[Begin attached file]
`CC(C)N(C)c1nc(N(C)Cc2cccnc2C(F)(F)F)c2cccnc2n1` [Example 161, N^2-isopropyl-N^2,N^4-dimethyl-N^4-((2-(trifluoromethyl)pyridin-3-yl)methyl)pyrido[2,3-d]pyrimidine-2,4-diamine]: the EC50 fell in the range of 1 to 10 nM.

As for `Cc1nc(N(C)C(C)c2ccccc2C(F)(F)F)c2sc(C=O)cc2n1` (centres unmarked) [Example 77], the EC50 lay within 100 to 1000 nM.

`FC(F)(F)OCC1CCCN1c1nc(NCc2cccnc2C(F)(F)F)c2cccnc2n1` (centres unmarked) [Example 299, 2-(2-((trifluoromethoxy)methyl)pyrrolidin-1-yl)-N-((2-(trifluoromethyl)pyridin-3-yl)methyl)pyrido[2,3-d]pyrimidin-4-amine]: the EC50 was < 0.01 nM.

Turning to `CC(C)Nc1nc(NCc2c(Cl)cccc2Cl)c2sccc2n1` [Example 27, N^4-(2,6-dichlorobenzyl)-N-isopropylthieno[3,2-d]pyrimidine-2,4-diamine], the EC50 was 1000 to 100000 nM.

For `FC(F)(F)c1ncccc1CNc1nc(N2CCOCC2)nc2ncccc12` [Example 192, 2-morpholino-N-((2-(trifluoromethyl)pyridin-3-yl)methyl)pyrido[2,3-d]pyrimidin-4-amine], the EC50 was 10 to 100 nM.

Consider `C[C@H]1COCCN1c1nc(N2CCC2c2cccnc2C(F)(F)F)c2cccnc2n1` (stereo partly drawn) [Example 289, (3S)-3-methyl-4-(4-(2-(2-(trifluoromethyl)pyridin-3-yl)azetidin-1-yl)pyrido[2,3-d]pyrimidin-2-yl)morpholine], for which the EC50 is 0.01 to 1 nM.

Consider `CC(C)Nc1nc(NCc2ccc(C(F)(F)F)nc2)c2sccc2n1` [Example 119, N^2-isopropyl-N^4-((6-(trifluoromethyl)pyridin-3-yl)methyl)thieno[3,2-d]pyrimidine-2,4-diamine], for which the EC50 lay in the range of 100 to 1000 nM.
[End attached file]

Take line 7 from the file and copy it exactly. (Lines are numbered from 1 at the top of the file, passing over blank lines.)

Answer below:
Consider `CC(C)Nc1nc(NCc2ccc(C(F)(F)F)nc2)c2sccc2n1` [Example 119, N^2-isopropyl-N^4-((6-(trifluoromethyl)pyridin-3-yl)methyl)thieno[3,2-d]pyrimidine-2,4-diamine], for which the EC50 lay in the range of 100 to 1000 nM.